The U.S. Ambassador in Seoul shaved irritating the Koreans "Japanese" mustache
The U.S. Ambassador in Seoul Harry Harris said that he was glad to shave off his mustache, which he had been criticized by the South Koreans, the diplomat claims that he did it to make it comfortable to wear a mask.
"I am glad that it did. I had a choice - either keep a mustache, or wearing a mask. Summer in Seoul is too hot and humid to combine. Instructions against COVID important, and now I'm the man in the mask!" he wrote on Twitter.
Previously, foreign media drew attention to the fact that Harris ' mustache "annoyed the South Koreans" and has long been criticized as a style item resembling the appearance of the Japanese ruling elite of the protectorate over Korea which the South Koreans themselves called annexation and colonialism. Harris reminded the South Koreans, some Japanese leaders, including Emperor Hirohito and Prime Minister of Hideki Tojo (1941-1944), who wore the same mustache.
As reported on Tuesday by the South Korean newspaper "Chosun Ilbo", the reason that his Ambassador was criticized by Internet users and various local organizations for the protection of human rights, can be the presence of Harris ' "Japanese blood". The Ambassador was born in Japan, his mother was Japanese and her father was an American citizen. The number of Internet users, criticizing Harris, called his mustache a "Japanese heritage".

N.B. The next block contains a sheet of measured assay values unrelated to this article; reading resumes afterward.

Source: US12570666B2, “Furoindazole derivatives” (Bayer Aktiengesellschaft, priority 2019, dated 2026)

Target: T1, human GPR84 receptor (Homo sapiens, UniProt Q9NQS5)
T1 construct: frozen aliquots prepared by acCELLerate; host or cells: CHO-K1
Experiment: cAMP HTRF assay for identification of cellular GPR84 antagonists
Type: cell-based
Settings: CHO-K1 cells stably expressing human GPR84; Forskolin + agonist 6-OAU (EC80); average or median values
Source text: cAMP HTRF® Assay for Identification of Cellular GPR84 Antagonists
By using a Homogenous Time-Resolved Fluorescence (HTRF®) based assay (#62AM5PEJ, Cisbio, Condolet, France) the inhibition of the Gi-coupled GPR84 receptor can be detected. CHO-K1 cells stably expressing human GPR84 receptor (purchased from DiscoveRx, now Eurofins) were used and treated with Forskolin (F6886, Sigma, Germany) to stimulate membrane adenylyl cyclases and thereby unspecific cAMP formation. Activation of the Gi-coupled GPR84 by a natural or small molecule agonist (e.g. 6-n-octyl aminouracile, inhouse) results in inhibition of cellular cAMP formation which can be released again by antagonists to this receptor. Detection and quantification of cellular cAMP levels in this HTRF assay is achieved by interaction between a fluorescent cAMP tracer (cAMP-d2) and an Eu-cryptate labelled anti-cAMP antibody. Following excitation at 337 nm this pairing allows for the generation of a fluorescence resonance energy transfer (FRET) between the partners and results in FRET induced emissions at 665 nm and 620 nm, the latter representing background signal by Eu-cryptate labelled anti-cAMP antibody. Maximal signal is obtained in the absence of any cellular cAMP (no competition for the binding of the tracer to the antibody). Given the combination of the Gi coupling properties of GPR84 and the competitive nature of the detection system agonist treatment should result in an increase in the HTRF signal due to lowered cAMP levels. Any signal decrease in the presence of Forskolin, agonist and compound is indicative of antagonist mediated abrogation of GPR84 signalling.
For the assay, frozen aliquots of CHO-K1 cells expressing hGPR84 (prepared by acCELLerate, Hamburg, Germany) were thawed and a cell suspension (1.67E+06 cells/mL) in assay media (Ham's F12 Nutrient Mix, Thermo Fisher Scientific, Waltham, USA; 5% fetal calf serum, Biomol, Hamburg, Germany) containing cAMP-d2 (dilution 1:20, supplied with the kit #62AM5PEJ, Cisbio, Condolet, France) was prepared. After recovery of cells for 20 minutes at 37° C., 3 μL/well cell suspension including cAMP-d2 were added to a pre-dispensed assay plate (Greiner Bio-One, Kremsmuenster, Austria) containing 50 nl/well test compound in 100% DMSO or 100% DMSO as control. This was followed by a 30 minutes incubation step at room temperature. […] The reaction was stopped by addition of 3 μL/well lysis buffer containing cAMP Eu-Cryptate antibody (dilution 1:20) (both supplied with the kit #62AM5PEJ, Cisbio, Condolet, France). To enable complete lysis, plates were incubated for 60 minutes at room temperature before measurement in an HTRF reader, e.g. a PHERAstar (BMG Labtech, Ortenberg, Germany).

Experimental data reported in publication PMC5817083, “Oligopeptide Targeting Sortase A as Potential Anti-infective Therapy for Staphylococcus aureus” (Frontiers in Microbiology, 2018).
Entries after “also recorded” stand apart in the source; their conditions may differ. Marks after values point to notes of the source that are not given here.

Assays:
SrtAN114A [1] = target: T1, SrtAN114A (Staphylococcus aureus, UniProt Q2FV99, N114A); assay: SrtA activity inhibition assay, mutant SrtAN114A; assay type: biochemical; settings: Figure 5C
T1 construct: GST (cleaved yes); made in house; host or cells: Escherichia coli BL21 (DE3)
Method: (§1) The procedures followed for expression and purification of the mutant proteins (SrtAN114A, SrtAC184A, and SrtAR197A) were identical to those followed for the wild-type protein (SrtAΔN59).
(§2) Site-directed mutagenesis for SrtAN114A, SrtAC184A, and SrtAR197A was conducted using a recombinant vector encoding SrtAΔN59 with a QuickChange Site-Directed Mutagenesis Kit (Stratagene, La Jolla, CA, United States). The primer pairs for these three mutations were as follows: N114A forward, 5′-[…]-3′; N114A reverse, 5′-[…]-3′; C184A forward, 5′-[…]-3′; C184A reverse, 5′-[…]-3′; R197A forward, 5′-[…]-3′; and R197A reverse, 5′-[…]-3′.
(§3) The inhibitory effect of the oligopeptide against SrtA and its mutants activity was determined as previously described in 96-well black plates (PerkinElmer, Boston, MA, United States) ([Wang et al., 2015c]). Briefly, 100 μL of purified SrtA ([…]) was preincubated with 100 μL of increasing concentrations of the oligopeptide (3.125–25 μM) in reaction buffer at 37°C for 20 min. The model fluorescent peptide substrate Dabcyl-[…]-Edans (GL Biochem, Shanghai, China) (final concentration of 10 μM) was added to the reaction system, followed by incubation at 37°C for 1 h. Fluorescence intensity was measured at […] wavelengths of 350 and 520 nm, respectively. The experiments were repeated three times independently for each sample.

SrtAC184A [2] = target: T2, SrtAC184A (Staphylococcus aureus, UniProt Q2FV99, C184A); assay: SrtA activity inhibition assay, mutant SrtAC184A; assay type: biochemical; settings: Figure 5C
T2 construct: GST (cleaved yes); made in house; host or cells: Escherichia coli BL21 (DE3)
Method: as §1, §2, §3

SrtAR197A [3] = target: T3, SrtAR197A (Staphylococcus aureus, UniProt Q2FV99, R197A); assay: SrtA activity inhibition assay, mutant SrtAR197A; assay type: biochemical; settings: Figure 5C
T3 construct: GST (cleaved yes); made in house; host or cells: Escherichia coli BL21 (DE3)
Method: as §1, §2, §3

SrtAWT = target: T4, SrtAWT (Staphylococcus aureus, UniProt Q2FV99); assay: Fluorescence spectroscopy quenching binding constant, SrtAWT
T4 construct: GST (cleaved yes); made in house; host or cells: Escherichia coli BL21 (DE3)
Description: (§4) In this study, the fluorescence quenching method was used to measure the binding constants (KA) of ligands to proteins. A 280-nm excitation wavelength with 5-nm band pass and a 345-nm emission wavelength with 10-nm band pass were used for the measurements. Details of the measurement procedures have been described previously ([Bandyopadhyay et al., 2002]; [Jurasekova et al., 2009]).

Harris himself, who became Ambassador to the Republic of Korea in 2018, has repeatedly claimed that he did not mean anything wrong by wearing such a mustache. "I understand the historical enmity that exists between the two countries, but I'm not Japanese-American Ambassador to Korea, and I the American Ambassador to Korea," he said earlier in an interview with the Korea Times.
Japan annexed Korea in 1910, Japanese colonial rule lasted until the liberation of the Korean people by the Soviet army in August 1945. From the middle 1930-x years, Japan pursued a policy of assimilation in Korea. Had established a harsh military-police system of control, banned the use of Korean language in public institutions and terminated its teaching in schools, there was a campaign to replace Korean names to Japanese and introducing Japanese religion Shinto.
Also, according to the South Korean authorities, about 200 thousand women, mostly Koreans, coerced to become "comfort women" by Japanese soldiers. The question of responsibility for the sexual enslavement of Korean women is still not resolved and causes serious disputes between the two governments. Seoul insists on apology on behalf of the government of Japan and the payment of compensation. However, in Tokyo believe that all the issues between the two countries was settled by the Treaty of 1965 on the normalization of relations, and compensation already paid.